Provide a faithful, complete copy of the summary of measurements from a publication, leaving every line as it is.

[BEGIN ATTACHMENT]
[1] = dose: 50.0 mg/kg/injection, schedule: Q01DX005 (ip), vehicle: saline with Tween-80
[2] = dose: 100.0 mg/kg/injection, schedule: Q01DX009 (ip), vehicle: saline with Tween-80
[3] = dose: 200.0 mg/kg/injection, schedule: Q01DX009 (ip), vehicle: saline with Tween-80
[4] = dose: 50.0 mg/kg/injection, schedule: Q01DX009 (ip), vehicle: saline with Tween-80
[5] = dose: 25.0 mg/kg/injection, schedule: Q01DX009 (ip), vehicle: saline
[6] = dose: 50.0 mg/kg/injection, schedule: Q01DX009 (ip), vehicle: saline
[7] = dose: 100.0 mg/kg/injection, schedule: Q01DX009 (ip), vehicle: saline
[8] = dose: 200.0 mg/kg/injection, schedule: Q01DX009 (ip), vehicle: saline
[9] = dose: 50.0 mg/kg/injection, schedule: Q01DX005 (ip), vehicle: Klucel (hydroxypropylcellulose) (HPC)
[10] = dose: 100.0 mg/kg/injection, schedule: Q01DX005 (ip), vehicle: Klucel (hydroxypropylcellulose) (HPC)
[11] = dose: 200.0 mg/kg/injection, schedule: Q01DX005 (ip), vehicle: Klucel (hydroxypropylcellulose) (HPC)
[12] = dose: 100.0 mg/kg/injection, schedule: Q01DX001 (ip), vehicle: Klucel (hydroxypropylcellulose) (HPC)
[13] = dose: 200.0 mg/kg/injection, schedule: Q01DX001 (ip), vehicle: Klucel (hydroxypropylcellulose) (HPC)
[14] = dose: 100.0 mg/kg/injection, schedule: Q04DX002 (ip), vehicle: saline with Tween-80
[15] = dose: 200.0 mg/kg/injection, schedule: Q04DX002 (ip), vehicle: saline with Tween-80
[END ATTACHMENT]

[1] = dose: 50.0 mg/kg/injection, schedule: Q01DX005 (ip), vehicle: saline with Tween-80
[2] = dose: 100.0 mg/kg/injection, schedule: Q01DX009 (ip), vehicle: saline with Tween-80
[3] = dose: 200.0 mg/kg/injection, schedule: Q01DX009 (ip), vehicle: saline with Tween-80
[4] = dose: 50.0 mg/kg/injection, schedule: Q01DX009 (ip), vehicle: saline with Tween-80
[5] = dose: 25.0 mg/kg/injection, schedule: Q01DX009 (ip), vehicle: saline
[6] = dose: 50.0 mg/kg/injection, schedule: Q01DX009 (ip), vehicle: saline
[7] = dose: 100.0 mg/kg/injection, schedule: Q01DX009 (ip), vehicle: saline
[8] = dose: 200.0 mg/kg/injection, schedule: Q01DX009 (ip), vehicle: saline
[9] = dose: 50.0 mg/kg/injection, schedule: Q01DX005 (ip), vehicle: Klucel (hydroxypropylcellulose) (HPC)
[10] = dose: 100.0 mg/kg/injection, schedule: Q01DX005 (ip), vehicle: Klucel (hydroxypropylcellulose) (HPC)
[11] = dose: 200.0 mg/kg/injection, schedule: Q01DX005 (ip), vehicle: Klucel (hydroxypropylcellulose) (HPC)
[12] = dose: 100.0 mg/kg/injection, schedule: Q01DX001 (ip), vehicle: Klucel (hydroxypropylcellulose) (HPC)
[13] = dose: 200.0 mg/kg/injection, schedule: Q01DX001 (ip), vehicle: Klucel (hydroxypropylcellulose) (HPC)
[14] = dose: 100.0 mg/kg/injection, schedule: Q04DX002 (ip), vehicle: saline with Tween-80
[15] = dose: 200.0 mg/kg/injection, schedule: Q04DX002 (ip), vehicle: saline with Tween-80